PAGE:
Sweet Basil, or ocimum basilicum, is a great healing herb as well as a tasty herb used in kitchens all over the world. Often described as having a spicy, yet sweet, peppery and minty flavor and aroma, sweet basil is a great all around herb to have on hand.
We have all heard of Sweet Basil, but there may be a lot of information you have never heard about the many uses of sweet basil in the kitchen and the herbal medicine cabinet.
Sweet basil is a fairly easy to grow herb, that many organic herb gardeners just love to grow. With many varieties of basil on the market, it shouldn’t be too hard to find your favorite variety and begin growing this great medicinal herb, in the next growing season.
Growing Sweet Basil:
Sweet basil (ocimum basilicum) is an annual herb, that usually grows to between 1 and 2 feet tall, with small spiked-looking flowers that are usually white, pink or purple.
Experts say that sweet basil seeds may be planted directly in the soil, after all frost is over. The plants should be placed at about 1 foot apart and in direct sunlight, in order for them to flourish. To really make their sweet basil plants “bush-out” and produce more fine herbs, many growers of sweet basil will “pinch back” the newly grown flowers to induce extra growth.
Sweet basil leaves may be harvested throughout the growing season, by simply pinching them off the plant. Most expert herb gardeners will agree that you should only harvest the sweet basil leaves when they are dry. This just means you should wait until all the morning dew has evaporated to do your harvesting.
When growing basil, many gardeners agree that it makes a great companion-plant to tomatoes. This makes sense to me, after-all, tomatoes and basil do go great together in many dishes. Why not in the ground as-well? Many gardeners swear that their tomato plants grow bigger and healthier when grown next to sweet basil! Try it next spring and see for yourself.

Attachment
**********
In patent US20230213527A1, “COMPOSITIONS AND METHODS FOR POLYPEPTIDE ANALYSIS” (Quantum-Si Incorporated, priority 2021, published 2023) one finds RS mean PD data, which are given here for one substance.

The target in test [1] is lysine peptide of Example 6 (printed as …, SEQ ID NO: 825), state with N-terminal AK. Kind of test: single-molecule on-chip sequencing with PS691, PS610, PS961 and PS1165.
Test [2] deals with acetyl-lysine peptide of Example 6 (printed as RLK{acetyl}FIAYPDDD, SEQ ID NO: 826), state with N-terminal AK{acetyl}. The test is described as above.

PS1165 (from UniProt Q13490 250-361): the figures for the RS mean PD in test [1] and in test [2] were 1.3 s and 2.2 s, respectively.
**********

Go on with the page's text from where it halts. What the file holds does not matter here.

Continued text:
Sweet basil also has pest-control properties. It seems to send many annoying garden pests running. Mosquitoes seem to particularly hate sweet basil, making one more great reason to grow it next year!
Drying Sweet Basil:
If you want to save some sweet basil for later use, simply hang-dry your basil in a cool, dry, dark place – and then seal it up in an air-tight jar or bag and tuck it away for another time.
Using Sweet Basil:
Sweet basil has many different uses, both in the kitchen and medicine cabinet.
Around the kitchen, sweet basil is often used in recipes and dishes that come from all over the world. From stews, soups, salads, sauces and dressings, many recipes have been perked up by adding a little sweet basil. Many Italian, Indian, and Asian dishes have sweet basil, or another variety, in them, and history shows that sweet basil has been grown and used as an herb for over 5,000 years!
If you have ever used “pesto”, the tasty Italian herb-oil sauce, then you know very well how great sweet basil can taste.
Medical uses for Sweet Basil:
Sweet basil has been said for quite some time, to help many medical ailments. It helps aid in digestion, relieves some stomach-aches, and headaches, and is said to increase mental alertness. Used also as an anti-spasmodic, sweet basil is loved by many herbal healing experts.
Other medical uses of sweet basil may include: wart treatment, anti-viral, fever reducer, cough suppressant, and possible treatment for both common colds and the flu.
Sweet basil also is used often in aromatherapy. By using the essential oils of the basil leaves and flowers, aromatherapist’s have been treating many ailments with “basil oil” for quite some time.
If you would like more information on aromatherapy uses for Basil Oil - Click Here for Organic Basil Oil from Star West Botanicals.
If you REALLY want to learn more about Sweet Basil and other Healing Herbs? Check out some of my recommended reading for herbal healing, and herb gardening. You will love making herb gardening and healing with herbs a part of your everyday life.